Question: What about B-T-F Iodophor? Is it good for making drinking water? The reason I ask, is that I used to use it when brewing beer. It is a better disinfectant than bleach. Iodophor takes 60 secs, bleach takes forever! Bleach needed to rinsed or else it left a taste. Iodophor leaves no taste and you don't need to rinse. Iodophor needs to be at 12.5ppm to work as a disinfectant (1/2oz for 5 gallons). Any Ideas?
Link Posted: 8/12/2002 8:44:09 AM EST
Bleach is a pretty crummy water disinfectant, asnd despite what the EPA seems to think, is actually worse at killing Giardia and Cryptosporidia than iodine. Cold water dramatically reduces the effectiveness of either agent as it slows down dispersion. Shaking the water being disinfected helps disperse the solution, but doesn't change minimum exposure time. 30 minutes is minimum exposure time for either Chlorine or Iodine, but independent tests have shown that chlorine treated water may still have live bacteria and organisms in it up to 8 hours after treatment. Iodine is usually more completely sterilized. Iodine tastes like crap. Chlorine is more tolerable since it is in most tap water. Boiling is the most effective anti-microbial treatment. Merely bringing the water to a boil is enough. All organisms die at temps well below the boiling point of water, even at higher altitudes, so bringing it to a boil is enough to do the job and saves a lot of fuel. I use water filters most of the time and recommend the PUR Hiker or Guide for continental US travel, and the MSR filters as well. For international travel, filter first then treat with iodine to kill the viruses.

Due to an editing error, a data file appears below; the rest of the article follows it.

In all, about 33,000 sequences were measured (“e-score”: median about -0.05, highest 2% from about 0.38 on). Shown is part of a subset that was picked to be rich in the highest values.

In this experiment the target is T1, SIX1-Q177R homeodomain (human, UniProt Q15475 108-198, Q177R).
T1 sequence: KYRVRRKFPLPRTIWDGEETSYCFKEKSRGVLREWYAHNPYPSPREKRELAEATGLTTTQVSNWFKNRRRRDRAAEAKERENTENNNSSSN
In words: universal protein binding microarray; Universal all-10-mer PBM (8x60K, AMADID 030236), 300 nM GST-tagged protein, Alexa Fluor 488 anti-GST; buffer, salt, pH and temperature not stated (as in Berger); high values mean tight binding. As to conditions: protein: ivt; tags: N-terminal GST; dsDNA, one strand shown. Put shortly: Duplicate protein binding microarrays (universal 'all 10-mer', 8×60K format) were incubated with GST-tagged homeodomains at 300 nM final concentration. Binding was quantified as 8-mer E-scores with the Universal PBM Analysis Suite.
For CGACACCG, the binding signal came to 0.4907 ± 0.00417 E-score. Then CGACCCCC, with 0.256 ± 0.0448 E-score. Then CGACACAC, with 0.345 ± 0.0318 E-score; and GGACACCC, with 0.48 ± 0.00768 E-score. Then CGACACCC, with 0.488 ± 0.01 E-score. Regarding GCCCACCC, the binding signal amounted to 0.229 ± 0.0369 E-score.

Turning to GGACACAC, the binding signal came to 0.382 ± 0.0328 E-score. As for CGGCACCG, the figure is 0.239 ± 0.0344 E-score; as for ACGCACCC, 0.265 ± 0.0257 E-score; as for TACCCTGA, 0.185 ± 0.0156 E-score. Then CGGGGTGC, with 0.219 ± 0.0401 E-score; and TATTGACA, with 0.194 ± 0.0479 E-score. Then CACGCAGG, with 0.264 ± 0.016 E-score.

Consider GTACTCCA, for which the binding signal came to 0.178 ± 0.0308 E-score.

Link Posted: 8/12/2002 10:04:13 AM EST
Guzzler, We use Idophor for sanitizing tanks for juice storage here where I work. I'll have to check into it. Thanx!
Link Posted: 8/12/2002 11:30:31 AM EST
Originally Posted By Older_Crow: Guzzler, We use Idophor for sanitizing tanks for juice storage here where I work. I'll have to check into it. Thanx!
View Quote
Great! Try to find out if it can used to make potable water. I did find that it has been approved for disenfecting Anthrax (not in spore form, but when it makes contact with skin and turns back into a bacteria) Reading some of the web sites, I didn't know that Iodophor was such a good disenfectant. Beats the pants off of normal iodine or bleach. Something about an extra oxygenator.
Link Posted: 8/12/2002 2:52:49 PM EST
The reason I prefer using the iodine before the filter is so the charcoal in the filter removes most of the iodine taste. I don't think any flavor of Kool-aid can totally cover the taste of purification tabs, but it improves the taste somewhat. Could that be the reason thye package powder fruit drink in MRE's? Another good tip is if you're gathering water from a lake and have a boat, take it from the middle of the lake. You'll collect less crud.
Top Top